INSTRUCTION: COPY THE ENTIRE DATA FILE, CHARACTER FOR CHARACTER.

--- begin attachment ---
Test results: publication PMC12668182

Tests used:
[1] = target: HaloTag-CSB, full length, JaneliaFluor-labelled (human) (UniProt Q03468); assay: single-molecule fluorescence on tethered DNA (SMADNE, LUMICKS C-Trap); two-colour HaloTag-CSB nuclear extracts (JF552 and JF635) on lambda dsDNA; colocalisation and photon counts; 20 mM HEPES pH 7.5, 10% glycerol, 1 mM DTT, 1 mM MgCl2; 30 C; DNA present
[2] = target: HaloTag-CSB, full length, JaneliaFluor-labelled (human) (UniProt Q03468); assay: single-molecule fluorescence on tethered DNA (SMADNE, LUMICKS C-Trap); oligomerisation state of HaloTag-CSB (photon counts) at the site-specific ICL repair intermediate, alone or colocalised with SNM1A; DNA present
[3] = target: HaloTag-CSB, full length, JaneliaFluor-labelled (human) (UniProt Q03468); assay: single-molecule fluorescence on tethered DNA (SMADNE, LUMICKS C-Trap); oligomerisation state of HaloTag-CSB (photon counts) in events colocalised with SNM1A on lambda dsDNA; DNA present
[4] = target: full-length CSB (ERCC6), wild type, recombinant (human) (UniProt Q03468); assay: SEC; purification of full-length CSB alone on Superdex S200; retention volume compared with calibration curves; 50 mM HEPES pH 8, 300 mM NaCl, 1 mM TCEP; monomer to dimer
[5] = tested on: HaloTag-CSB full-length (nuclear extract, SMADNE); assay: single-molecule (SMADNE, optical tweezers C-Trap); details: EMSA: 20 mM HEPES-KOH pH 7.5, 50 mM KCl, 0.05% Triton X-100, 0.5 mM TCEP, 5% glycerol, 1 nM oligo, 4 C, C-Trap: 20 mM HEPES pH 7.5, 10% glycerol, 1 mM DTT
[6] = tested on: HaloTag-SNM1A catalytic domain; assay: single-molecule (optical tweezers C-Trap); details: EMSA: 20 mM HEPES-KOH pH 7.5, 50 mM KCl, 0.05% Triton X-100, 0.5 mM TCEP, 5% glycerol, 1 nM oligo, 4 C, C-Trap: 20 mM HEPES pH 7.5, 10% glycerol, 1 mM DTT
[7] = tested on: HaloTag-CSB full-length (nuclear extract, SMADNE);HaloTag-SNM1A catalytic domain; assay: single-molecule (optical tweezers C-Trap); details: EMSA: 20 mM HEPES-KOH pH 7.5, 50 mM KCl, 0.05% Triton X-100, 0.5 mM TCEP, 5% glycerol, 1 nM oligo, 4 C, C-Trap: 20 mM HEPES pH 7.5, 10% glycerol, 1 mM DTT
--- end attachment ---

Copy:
Test results: publication PMC12668182

Tests used:
[1] = target: HaloTag-CSB, full length, JaneliaFluor-labelled (human) (UniProt Q03468); assay: single-molecule fluorescence on tethered DNA (SMADNE, LUMICKS C-Trap); two-colour HaloTag-CSB nuclear extracts (JF552 and JF635) on lambda dsDNA; colocalisation and photon counts; 20 mM HEPES pH 7.5, 10% glycerol, 1 mM DTT, 1 mM MgCl2; 30 C; DNA present
[2] = target: HaloTag-CSB, full length, JaneliaFluor-labelled (human) (UniProt Q03468); assay: single-molecule fluorescence on tethered DNA (SMADNE, LUMICKS C-Trap); oligomerisation state of HaloTag-CSB (photon counts) at the site-specific ICL repair intermediate, alone or colocalised with SNM1A; DNA present
[3] = target: HaloTag-CSB, full length, JaneliaFluor-labelled (human) (UniProt Q03468); assay: single-molecule fluorescence on tethered DNA (SMADNE, LUMICKS C-Trap); oligomerisation state of HaloTag-CSB (photon counts) in events colocalised with SNM1A on lambda dsDNA; DNA present
[4] = target: full-length CSB (ERCC6), wild type, recombinant (human) (UniProt Q03468); assay: SEC; purification of full-length CSB alone on Superdex S200; retention volume compared with calibration curves; 50 mM HEPES pH 8, 300 mM NaCl, 1 mM TCEP; monomer to dimer
[5] = tested on: HaloTag-CSB full-length (nuclear extract, SMADNE); assay: single-molecule (SMADNE, optical tweezers C-Trap); details: EMSA: 20 mM HEPES-KOH pH 7.5, 50 mM KCl, 0.05% Triton X-100, 0.5 mM TCEP, 5% glycerol, 1 nM oligo, 4 C, C-Trap: 20 mM HEPES pH 7.5, 10% glycerol, 1 mM DTT
[6] = tested on: HaloTag-SNM1A catalytic domain; assay: single-molecule (optical tweezers C-Trap); details: EMSA: 20 mM HEPES-KOH pH 7.5, 50 mM KCl, 0.05% Triton X-100, 0.5 mM TCEP, 5% glycerol, 1 nM oligo, 4 C, C-Trap: 20 mM HEPES pH 7.5, 10% glycerol, 1 mM DTT
[7] = tested on: HaloTag-CSB full-length (nuclear extract, SMADNE);HaloTag-SNM1A catalytic domain; assay: single-molecule (optical tweezers C-Trap); details: EMSA: 20 mM HEPES-KOH pH 7.5, 50 mM KCl, 0.05% Triton X-100, 0.5 mM TCEP, 5% glycerol, 1 nM oligo, 4 C, C-Trap: 20 mM HEPES pH 7.5, 10% glycerol, 1 mM DTT